A beautifully crafted novella about unconscious privilege, ubiquitous slavery and their consequences, seen through the eyes of a memorable, if not always reliable, narrator.
What I enjoyed most about this book was the way Una McCormack slowly built up my understanding of the central character, Monica Greatorex, both by showing me how she sees her current and past self and by letting me see the things about her to which she is mostly blind.
Monica, in her sixties, is returning for the first time as an adult, to her childhood home on Savanah, a periphery world, once proudly independent and now part of the Commonwealth. She is travelling with a Jenjer companion that she paid a great deal for. She is travelling against the flow, with most people fleeing (although they would deny that description) to the core worlds.
Much of the novella is spent understanding Jenjers, why people are fleeing, and why Monica is heading in the opposite direction. Much of this is revealed in the childhood memories Monica immerses herself in, often recalling with shame the thoughts and actions of her childhood self.
The novella seems to me to be about the corrupting effects of slavery on a society whose wealth depends on the work of slaves but whose sense of worth is maintained only by denying the humanity of those slaves. It looks at how blind the wealthy and powerful become to the reality of their situation, how hatred and the need not just for justice but for vengeance builds in the enslaved and how neither side will willing acknowledge this.
Although the story is set in a far future in which humanity has expanded its reach to many planets, the tone of the story seems to me to be Edwardian. This unusual juxtaposition of setting and tone made me look harder at what was going on.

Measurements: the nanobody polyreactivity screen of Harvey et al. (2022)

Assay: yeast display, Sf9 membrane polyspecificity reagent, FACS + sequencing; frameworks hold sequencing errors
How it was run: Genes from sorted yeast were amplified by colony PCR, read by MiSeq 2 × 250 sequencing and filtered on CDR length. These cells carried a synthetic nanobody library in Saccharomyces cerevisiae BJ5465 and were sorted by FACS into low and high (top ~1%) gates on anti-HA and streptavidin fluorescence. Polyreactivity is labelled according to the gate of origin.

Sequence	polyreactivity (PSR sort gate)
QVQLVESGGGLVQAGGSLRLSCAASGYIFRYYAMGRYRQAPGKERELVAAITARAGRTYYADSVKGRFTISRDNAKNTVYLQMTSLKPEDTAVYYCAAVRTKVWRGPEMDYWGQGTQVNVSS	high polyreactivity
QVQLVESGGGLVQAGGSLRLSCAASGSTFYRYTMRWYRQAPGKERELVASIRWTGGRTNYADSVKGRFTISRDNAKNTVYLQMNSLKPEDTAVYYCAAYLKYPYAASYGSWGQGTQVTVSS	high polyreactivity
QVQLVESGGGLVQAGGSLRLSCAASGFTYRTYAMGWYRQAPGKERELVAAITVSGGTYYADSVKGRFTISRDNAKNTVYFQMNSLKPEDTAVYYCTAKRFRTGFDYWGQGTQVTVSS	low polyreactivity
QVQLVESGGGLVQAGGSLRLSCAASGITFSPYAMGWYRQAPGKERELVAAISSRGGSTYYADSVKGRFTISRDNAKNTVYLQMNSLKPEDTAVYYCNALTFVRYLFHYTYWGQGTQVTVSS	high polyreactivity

From the beginning, I saw Monica Greatorex as one of those wealthy, independent, Edwardian women who travelled the world on a bicycle, absorbed in collecting butterflies, eschewing the conventions of Society but still benefitting from the protection of wealth and privilege that they so took for granted that they were unaware of it. I think this is clear from the first sentence of the novella:
MONICA GREATOREX HAD, in her sixtieth year, resisted acquiring dependents but had (in that easy way we may observe in the rich wherever and whenever we are) accrued considerable wealth without particular effort on her part. Money begot money, and this miraculous alchemy had eased Monica’s passage through life, a life which she would be the first to admit had been blessed—with adventure, travel, lovers of all persuasions, and, above all, the liberty to do whatever she chose. Looking back over her six decades, she was satisfied that she had not, on the whole, squandered either her talents or her resources.
As we can see, Monica thinks well of herself. She sees herself as a warrior with words whose writings from the frontlines of Commonwealth expansion have helped to awaken a social conscience in Society and shape policy. She is alone and likes her solitude, provided her comforts are arranged for her by her Jenjer.
As she stands in the what’s left of the town she was raised in and confronts childhood memories through an adult’s eyes, she readjusts her picture of herself and her situation, finally allowing herself to acknowledge what is going on, how she has contributed to it and what it is going to mean.
I ended the book liking her a little more and admiring her courage and her dignity.
I was very impressed with this novella. I hope that it does well and the Una McCormack gifts us with more work like it.
As an aside, this novella is one of those where I’m left wondering if the publisher didn’t understand what they were publishing or didn’t have the courage to market it for what it is. Here’s the publisher’s summary:
Una McCormack’s The Undefeated is a thrilling space opera adventure featuring a no holds barred heroine on the front lines of an intergalactic war…
She was a warrior of words.
As a journalist she exposed corruption across the Interstellar Commonwealth, shifting public opinion and destroying careers in the process.
Long-since retired, she travels back to the planet of her childhood, partly through a sense of nostalgia, partly to avoid running from humanity’s newest—and self-created—enemy, the jenjer.
Because the enemy is coming, and nothing can stand in its way.
This isn’t a space opera. Monica is not a “no holds barred heroine”. She’s a grown woman finally coming to understand that she was once a privileged little princess and to understand and be ashamed of the sources of that privilege. To me, that makes “The Undefeated” much more interesting than a pocket-sized space opera.